Much warmer weather is coming, bringing the good and not so good of spring

After experiencing the latest first 50-degree day of the year in more than two decades, we're about to top at least one more major milestone in the upcoming few days.

RELATED: Minnesota weather: Here's how warm it'll get this weekend

To say it's been a long winter is an understatement. While temperatures through much of the cold season were pretty close to average, we didn't finish that way, with March coming in well below average. Not to mention, the nearly 90 inches of snow really became redundant. Well, our long-awaited warm-up is here, and it will finally start feeling like spring.

The jet stream on Thursday. (FOX 9)

The jet stream next week. (FOX 9)

Our warmth comes courtesy of a large pattern change across the U.S. with the steering current, or the jet stream, shifting much farther to the north and west. This allows warm air to build across the southern U.S. and begin to meander northward over the next few days. This will lead to the first true spring-style warmth here in Minnesota, especially in areas that have little or snow left on the ground.

For those areas that do still have a solid snow pack, the downside to the rapid warm-up is the rapid melt that will begin. The snow will quickly dwindle over the weekend and continue melting into next week. So expect all creeks, streams, and rivers to rise — many of which will likely be at or at least flirting with flood stage in a week or less.

The bright side to a rapid melt is that our spring green-up can happen quite quickly. While we're likely still several weeks away from planting, grasses and some perennials will start to green up over the next couple of weeks. Garden Guy Dale K says cool season grasses will be the first to start greening up and begin to grow, but turf grasses depend on consistent ground temperatures into the 60s, which could take a while. He says to expect the grasses to start growing again right around the time the lilacs start to bloom.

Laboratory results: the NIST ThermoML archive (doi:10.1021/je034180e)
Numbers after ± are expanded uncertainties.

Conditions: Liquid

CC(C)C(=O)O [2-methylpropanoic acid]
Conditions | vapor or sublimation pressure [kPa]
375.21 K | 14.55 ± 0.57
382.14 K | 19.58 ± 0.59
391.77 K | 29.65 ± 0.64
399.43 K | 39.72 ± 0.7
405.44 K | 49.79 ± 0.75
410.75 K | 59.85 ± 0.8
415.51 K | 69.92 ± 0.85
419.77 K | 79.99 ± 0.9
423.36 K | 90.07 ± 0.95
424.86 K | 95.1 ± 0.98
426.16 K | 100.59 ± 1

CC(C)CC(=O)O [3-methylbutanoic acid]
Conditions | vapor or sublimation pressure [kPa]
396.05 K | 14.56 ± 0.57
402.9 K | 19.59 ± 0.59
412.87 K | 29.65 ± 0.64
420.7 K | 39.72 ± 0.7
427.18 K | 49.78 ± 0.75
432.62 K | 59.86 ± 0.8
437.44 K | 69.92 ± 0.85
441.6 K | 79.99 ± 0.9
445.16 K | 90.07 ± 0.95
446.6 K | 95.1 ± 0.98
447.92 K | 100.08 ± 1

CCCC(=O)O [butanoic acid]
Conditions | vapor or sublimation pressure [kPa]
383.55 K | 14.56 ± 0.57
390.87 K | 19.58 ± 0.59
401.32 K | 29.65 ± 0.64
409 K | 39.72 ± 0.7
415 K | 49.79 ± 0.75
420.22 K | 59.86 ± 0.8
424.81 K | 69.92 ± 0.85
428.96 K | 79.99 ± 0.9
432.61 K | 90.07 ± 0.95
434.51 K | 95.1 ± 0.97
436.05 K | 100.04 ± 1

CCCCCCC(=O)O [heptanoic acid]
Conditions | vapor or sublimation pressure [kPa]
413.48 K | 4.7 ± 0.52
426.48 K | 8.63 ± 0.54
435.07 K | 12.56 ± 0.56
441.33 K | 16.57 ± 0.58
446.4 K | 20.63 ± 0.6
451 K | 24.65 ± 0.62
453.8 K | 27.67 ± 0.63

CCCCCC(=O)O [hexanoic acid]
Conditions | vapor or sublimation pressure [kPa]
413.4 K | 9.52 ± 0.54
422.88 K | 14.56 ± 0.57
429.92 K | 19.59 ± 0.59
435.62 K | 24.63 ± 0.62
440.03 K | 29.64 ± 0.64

The pollen forecast for Minneapolis.

The other downside to warmer spring weather is the return of allergy season. 

Pollen levels will drastically increase over the next few days courtesy of both warmer temperatures around here, leading to a big increase in tree pollen, and more southerly winds bringing in much warmer air from the south. That warmer air from the southern U.S. also has lots of pollen in it because many areas south of Des Moines, Iowa, and Chicago have already started their bloom. In fact, areas near the Gulf Coast began their spring bloom nearly two months ago, occurring two or more weeks ahead of average. The same goes for a lot of the eastern U.S., which dark red shaded colors on the map below indicating the spring bloom is occurring more than 20 days ahead of schedule. Contrast that with the Southwest, which has experienced the coolest start to the year since the late 90s, and the spring bloom has been 10 to 25 days late.

The leaf out.